FBI demos e-mail sniffer program 'Carnivore'

ITworld.com |  Business

The U.S. Federal Bureau of Investigation provided details on Friday about a controversial technology that law enforcement officials began using recently to uncover evidence in e-mail.

The officials held a briefing and a demonstration of the program, nicknamed "Carnivore," for reporters at FBI headquarters, and said they were confident the system is entirely legal. FBI officials have used the technology in about 25 cases over the past year to assist them in criminal and national security investigations.

The American Civil Liberties Union and privacy advocates who aren't convinced that Carnivore meets the strict guidelines governing the use of wiretaps have criticized the FBI for using this technology.

Internet service providers (ISPs) also have questioned the use of Carnivore because the FBI requires their assistance in installing the system, which consists of a PC running the Windows operating system and proprietary software, FBI officials said at the briefing.

The FBI began developing Carnivore about three years ago, when law enforcement officers began seeking and obtaining court orders to intercept e-mail as part of their investigations. Some were requests to track only the identity of a person with whom a suspect was communicating, while other requests were to uncover the full content of messages.

The FBI says the result was Carnivore, which they say is designed to operate in strict conformance with federal wiretap law and the Electronic Communications Privacy Act.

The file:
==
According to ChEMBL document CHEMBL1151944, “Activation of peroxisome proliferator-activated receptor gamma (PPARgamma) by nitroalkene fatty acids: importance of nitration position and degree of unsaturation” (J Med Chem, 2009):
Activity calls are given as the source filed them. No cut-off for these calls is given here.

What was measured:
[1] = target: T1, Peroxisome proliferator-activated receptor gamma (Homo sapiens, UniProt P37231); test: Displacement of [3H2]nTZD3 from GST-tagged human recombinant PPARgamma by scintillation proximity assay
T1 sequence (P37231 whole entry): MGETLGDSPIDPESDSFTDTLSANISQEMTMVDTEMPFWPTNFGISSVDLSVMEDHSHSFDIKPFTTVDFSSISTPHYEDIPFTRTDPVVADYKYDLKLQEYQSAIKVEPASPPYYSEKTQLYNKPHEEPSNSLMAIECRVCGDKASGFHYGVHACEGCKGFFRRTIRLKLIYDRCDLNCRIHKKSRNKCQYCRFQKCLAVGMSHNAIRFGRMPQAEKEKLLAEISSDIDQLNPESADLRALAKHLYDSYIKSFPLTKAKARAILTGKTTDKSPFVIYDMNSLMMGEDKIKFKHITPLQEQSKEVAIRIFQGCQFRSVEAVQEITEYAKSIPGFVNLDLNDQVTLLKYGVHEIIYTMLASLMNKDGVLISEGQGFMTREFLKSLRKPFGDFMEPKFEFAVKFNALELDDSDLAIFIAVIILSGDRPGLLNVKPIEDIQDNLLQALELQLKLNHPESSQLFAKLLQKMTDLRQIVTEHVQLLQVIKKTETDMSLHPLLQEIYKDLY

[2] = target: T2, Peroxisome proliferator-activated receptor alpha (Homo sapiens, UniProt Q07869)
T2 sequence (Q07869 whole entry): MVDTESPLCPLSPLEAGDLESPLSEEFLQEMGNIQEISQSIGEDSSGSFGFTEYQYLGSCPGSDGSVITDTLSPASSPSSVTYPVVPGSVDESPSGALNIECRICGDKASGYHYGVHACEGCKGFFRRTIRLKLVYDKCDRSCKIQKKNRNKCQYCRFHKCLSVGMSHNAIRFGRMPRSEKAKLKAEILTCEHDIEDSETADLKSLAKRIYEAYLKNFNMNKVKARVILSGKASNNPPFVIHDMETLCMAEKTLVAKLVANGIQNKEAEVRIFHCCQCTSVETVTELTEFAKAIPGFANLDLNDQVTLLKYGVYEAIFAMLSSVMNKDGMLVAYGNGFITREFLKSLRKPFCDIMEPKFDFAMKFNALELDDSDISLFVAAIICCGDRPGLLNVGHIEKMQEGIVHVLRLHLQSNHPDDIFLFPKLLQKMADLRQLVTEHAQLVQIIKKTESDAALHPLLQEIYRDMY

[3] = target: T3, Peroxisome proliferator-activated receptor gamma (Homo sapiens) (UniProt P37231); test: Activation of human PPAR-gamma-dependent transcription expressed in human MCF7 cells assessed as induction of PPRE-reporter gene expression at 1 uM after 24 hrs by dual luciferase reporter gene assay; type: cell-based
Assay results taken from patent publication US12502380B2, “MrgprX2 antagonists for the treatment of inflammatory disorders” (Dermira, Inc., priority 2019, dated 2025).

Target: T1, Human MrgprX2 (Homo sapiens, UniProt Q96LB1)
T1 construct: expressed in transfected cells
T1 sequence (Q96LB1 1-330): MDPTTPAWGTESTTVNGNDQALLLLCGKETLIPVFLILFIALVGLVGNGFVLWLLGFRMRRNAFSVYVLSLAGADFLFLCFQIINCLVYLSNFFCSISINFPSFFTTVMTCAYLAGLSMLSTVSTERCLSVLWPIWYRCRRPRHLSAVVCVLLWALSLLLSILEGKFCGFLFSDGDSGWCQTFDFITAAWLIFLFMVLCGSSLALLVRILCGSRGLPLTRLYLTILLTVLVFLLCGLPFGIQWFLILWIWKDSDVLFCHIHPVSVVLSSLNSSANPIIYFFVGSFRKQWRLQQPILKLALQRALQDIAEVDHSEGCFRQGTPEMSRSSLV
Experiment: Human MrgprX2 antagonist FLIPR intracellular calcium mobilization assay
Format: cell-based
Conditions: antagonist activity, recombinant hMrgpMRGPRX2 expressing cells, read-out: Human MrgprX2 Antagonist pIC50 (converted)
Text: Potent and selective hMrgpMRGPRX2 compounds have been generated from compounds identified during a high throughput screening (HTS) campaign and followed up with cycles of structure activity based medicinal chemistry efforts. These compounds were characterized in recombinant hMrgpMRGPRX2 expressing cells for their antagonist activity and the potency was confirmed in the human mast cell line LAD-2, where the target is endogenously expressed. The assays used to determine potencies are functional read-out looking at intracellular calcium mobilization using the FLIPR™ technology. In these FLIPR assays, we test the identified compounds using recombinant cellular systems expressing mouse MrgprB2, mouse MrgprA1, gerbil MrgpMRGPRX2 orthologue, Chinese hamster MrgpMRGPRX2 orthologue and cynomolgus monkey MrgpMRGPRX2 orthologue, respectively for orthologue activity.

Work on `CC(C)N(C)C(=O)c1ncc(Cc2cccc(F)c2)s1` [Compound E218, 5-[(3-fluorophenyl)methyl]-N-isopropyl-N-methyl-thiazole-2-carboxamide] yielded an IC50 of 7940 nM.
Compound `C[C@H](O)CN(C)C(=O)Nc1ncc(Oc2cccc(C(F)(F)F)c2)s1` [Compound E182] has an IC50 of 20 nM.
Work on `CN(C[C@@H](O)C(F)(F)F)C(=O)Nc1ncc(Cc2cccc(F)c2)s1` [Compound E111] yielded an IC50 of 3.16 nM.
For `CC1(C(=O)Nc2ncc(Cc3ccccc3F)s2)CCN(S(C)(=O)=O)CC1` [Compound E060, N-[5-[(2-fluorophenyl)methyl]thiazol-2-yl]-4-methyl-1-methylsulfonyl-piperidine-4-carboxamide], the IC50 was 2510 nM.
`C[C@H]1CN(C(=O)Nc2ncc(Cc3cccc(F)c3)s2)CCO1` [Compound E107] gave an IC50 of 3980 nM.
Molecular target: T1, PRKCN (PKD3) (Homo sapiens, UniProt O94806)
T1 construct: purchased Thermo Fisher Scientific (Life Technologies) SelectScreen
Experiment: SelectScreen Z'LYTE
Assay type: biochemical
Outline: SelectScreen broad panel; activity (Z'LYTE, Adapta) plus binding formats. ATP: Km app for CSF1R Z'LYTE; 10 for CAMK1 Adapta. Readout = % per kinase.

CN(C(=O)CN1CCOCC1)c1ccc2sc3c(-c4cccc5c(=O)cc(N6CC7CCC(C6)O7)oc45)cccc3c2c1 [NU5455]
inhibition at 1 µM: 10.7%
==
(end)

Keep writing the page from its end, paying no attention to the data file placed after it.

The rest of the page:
In the 25 cases in which the system has been used, all but one of the ISPs which were presented with a court order to install the system cooperated, said the FBI officials, who spoke on background and asked that their names not be used. Generally, Carnivore doesn't have to be installed at large ISPs, such as America Online Inc., because they have the required equipment and staff to obtain the information that FBI investigators seek. But in other cases, particularly those involving small ISPs, the FBI has worked with the companies to help them decide where on the network Carnivore should sit
and to assist with other technical issues.

The technicians who have dealt with law enforcement officials in those cases have had no problem with carrying out the installation, the officials said. Carnivore does not adversely affect the flow of traffic on the network, and it can be installed for only as long as the court order allows.

The system works by intercepting part of the stream of packets that moves across the network. The data goes to an interface, and from there the FBI gets a copy of the data in question. The system then puts the data through a filter that is configured to comply with the court order.

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